Time is for Dragonflies and Angels, the new book from sci fi author J.M. Erickson is a collection of short stories in the tradition of the classic science fiction writing compendiums, evoking well-loved writers such as Aldous Huxley and George Orwell, with clear influences from other giants of the genre as we go along.
This is more directly apparent in some stories over others, such as Neurogenesis which is a riff on the ending of Flowers for Algernon, or To See Behind Walls using The Secret Life of Walter Mitty as its key inspiration. It gives the anthology a feel of an author experimenting freely, and providing the best results for your pleasure; something quirky and odd but altogether fun, enrapturing, and slightly intimate as you share in the successes and the flaws of each piece.
The central theme, broadly speaking, is multiverse theory, hinging on branching, alternate, and successive timelines, be it via the result of a decision or simply an alternative version of what we understand as normal. The book is definitely what many of those reading Erickson have come to expect – in essence, good, solid, trad sci-fi with a twist of the mind-bending and existential ranging as far out from the genre’s form as Dick, Clarke, and Moorcock at times, especially in the themes offered here where other realities collide.
Part of the issue with the collection is, in fact, the wide net it spreads. While Erickson in no short order proves himself a competent short fiction writer, there’s such a very broad array of subjects that things almost become discordant as a whole, and sometimes stories may be slightly too surreal for the average reader individually. You could never accuse Erickson of writing anything too simple, to be sure, and many readers will enjoy the cerebral twists these stories take. However, for some, stories such as Recount Our Dreams may require a few flicks back to check what exactly is going on. Maybe some would prefer to see the stories re-categorized by theme, but isn’t it so inviting to find a treasure chest of so many different gems? Especially when those gems are of such an unusual nature, most readers familiar with this kind of book will be diving in to discover their favorite flavor.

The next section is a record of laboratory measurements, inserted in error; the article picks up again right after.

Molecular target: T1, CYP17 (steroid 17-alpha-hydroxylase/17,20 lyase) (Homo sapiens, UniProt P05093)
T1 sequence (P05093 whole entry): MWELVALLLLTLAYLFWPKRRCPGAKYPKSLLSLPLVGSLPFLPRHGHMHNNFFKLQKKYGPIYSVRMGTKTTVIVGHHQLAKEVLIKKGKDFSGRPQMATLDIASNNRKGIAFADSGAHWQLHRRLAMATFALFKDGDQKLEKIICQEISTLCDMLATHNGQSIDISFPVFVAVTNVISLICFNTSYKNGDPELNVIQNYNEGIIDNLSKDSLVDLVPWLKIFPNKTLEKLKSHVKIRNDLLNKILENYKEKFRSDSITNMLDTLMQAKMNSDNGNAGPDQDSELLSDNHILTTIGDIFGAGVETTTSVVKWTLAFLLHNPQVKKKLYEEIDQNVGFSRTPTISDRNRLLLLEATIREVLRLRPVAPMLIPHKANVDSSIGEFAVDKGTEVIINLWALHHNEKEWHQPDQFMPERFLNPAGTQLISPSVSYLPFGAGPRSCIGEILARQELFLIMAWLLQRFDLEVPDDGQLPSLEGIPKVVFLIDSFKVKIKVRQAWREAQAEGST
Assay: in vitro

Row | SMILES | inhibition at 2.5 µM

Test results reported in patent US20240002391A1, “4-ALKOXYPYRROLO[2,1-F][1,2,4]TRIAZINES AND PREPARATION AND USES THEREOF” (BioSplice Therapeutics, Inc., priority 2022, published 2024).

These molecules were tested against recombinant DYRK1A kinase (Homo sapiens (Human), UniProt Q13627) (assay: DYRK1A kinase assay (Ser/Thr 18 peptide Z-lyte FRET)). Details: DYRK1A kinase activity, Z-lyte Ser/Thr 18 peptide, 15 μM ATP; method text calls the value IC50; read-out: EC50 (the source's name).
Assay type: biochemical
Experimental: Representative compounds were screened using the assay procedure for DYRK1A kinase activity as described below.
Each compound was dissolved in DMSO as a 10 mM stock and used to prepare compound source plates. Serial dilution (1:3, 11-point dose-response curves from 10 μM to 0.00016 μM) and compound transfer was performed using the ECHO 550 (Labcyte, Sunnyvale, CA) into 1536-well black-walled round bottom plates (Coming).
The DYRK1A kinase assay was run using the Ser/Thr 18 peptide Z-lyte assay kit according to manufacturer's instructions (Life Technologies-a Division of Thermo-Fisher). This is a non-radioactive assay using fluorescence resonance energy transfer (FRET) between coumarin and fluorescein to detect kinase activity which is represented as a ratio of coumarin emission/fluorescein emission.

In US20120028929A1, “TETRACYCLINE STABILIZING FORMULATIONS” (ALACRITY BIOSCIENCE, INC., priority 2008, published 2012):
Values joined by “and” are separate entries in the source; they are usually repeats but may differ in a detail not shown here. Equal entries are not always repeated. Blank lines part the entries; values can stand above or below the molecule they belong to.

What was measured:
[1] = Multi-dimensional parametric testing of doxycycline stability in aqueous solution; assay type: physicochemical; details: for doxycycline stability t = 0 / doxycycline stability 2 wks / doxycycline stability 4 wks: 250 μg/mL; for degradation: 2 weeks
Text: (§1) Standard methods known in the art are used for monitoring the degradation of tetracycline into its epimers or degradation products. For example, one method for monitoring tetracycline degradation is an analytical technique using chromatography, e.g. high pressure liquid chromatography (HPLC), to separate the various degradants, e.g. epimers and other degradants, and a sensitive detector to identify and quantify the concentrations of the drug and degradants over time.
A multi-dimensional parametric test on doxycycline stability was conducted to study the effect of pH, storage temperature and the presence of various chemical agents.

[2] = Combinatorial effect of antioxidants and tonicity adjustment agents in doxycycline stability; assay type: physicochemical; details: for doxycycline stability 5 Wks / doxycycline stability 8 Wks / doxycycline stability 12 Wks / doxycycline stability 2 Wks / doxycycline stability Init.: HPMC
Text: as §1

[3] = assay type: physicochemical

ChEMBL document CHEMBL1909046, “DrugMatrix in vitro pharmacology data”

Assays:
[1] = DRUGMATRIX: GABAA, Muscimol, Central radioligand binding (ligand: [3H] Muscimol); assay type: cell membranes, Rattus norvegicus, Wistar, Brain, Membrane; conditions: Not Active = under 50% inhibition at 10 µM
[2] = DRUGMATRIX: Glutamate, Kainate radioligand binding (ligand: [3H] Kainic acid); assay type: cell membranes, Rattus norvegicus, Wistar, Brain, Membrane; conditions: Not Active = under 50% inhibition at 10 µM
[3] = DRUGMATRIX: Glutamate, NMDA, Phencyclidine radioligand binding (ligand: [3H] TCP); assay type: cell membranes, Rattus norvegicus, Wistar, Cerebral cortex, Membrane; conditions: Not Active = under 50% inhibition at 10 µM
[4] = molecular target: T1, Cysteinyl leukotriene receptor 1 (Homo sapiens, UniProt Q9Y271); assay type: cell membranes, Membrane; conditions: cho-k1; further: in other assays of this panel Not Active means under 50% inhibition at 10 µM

This anthology is an exciting step for Erickson. Entertaining and well-constructed prose like this will win him new fans, especially if he strategizes and maybe offers some of these pieces to the usual sci-fi magazines as submission for publication. He deserves to be more widely known, and each work presented from the coffers of Erickson’s mind seems to be adding more skill and detail to his authorship.
Time is for Dragonflies is most certainly worth a dip for any fan of science fiction looking for fresh directions to steer their imagination to new realms.
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